An oil tanker is seen docked next to Iraq's vital al-Basra oil terminal, in Persian Gulf waters. Four decades after the 1973 oil shock, Iran and the West are once again embracing oil as a weapon. Tehran is threatening to block the Strait of Hormuz, while the industrialized countries are considering a boycott of Iranian oil. Photo: Der Spiegel / AP Photo/Kamran Jebreili

The EU sanctions allow for oil deliveries from Iran until July 1. Any pre-empting of this timescale by Tehran could prove problematic for countries like Italy, Greece and Spain, who would need to urgently find new suppliers. China, meanwhile, a major importer of Iranian oil, has also criticized the EU sanctions. The Xinhua news agency quoted the Chinese Foreign Ministry on Thursday as saying: “To blindly pressure and impose sanctions on Iran are not constructive approaches.” Many members of the EU are now heavily dependent on Iranian oil. Some 500,000 barrels arrive in Europe every day from Iran, with southern European countries consuming most of it. Greece is the most exposed, receiving a third of all its oil imports from Iran, but Italy too depends on Iran for 13 percent of its oil needs. If this source were to dry up abruptly, the economic conditions in the two struggling countries could become even worse.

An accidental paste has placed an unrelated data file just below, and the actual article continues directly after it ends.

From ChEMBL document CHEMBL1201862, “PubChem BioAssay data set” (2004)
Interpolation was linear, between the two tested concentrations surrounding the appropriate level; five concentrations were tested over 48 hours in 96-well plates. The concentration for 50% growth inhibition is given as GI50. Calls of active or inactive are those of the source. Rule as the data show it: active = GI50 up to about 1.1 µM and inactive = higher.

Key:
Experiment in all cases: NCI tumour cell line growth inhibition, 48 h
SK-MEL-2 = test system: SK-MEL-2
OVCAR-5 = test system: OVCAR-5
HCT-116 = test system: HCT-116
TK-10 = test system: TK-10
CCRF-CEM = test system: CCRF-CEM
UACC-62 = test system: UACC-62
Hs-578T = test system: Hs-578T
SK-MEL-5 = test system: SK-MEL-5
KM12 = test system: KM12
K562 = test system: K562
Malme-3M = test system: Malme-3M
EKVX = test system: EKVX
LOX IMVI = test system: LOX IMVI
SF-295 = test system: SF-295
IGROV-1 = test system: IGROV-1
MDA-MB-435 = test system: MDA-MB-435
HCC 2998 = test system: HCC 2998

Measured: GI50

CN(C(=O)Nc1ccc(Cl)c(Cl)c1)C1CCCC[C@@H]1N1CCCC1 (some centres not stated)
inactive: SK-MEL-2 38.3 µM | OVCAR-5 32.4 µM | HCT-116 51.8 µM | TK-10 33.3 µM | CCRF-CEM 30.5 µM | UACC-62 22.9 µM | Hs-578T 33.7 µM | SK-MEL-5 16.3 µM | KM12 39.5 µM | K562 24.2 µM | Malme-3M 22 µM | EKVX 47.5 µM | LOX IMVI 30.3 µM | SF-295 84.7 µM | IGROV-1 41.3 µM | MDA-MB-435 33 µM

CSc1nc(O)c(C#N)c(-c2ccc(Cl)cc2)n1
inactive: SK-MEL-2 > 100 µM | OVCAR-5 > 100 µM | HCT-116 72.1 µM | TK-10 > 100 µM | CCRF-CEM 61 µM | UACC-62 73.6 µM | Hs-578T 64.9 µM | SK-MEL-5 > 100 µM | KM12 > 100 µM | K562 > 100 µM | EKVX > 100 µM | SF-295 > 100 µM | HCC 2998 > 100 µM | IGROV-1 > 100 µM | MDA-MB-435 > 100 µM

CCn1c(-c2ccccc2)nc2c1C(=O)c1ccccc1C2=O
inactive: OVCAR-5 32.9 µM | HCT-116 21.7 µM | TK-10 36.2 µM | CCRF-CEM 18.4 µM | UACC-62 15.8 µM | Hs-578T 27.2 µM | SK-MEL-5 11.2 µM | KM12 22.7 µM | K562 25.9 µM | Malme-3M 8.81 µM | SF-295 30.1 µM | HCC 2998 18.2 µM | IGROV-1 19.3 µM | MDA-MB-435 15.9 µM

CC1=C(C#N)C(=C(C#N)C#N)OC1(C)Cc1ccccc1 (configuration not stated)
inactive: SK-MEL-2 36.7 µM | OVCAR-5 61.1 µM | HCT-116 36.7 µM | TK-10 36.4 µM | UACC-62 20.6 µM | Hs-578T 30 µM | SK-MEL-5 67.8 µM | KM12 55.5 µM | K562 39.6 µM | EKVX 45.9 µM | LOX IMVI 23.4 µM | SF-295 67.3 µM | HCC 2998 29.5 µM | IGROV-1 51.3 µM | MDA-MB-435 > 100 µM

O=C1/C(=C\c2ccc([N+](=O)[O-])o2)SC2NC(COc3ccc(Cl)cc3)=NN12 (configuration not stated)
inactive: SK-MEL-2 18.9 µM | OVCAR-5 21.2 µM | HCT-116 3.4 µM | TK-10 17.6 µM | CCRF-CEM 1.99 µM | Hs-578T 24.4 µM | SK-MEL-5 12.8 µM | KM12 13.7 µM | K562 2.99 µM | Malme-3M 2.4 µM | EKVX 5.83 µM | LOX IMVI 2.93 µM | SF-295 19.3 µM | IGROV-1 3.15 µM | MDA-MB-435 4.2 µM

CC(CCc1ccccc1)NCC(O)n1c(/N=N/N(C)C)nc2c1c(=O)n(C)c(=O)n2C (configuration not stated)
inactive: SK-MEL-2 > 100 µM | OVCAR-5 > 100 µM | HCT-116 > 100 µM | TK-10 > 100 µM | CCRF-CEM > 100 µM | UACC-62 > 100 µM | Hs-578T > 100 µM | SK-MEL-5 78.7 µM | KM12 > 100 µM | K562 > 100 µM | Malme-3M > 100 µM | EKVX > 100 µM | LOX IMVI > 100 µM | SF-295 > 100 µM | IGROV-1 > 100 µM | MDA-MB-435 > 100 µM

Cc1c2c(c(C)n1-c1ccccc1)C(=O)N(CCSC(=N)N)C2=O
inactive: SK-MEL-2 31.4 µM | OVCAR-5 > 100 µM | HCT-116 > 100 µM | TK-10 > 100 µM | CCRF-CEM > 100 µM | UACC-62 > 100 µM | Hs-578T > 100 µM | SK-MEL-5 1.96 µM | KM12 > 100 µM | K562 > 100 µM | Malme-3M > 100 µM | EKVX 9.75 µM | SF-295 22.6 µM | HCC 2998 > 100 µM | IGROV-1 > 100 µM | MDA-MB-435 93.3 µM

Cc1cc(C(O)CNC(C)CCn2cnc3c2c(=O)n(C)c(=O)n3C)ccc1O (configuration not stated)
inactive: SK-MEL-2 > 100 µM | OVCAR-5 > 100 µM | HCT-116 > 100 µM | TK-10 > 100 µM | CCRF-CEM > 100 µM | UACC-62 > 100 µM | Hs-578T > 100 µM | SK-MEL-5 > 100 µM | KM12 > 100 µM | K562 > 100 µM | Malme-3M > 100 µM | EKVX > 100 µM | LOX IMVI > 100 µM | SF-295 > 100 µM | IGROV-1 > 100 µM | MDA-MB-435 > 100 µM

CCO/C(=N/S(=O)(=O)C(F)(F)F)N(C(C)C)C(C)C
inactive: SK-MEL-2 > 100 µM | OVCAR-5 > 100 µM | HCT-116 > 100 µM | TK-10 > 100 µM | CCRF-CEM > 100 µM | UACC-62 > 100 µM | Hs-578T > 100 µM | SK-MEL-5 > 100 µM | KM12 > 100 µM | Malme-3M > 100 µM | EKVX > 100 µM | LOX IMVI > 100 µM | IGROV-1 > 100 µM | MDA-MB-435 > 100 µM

Iran holds around 137 billion barrels of proven oil reserves, or nearly 10 percent of the world total, according to the BP Statistical Review of World Energy 2011. Despite sitting on the world’s second largest reserves of natural gas, Iran’s growing appetite for its own gas, combined with tightening international sanctions that have throttled its fledgling liquefied natural gas (LNG) programme, have made it a net gas importer for most of the last decade. Natural gas accounts for 54 percent of Iran’s total domestic energy consumption, while most of the remainder of energy consumption is attributable to oil, according to the U.S. Energy Information Administration (EIA).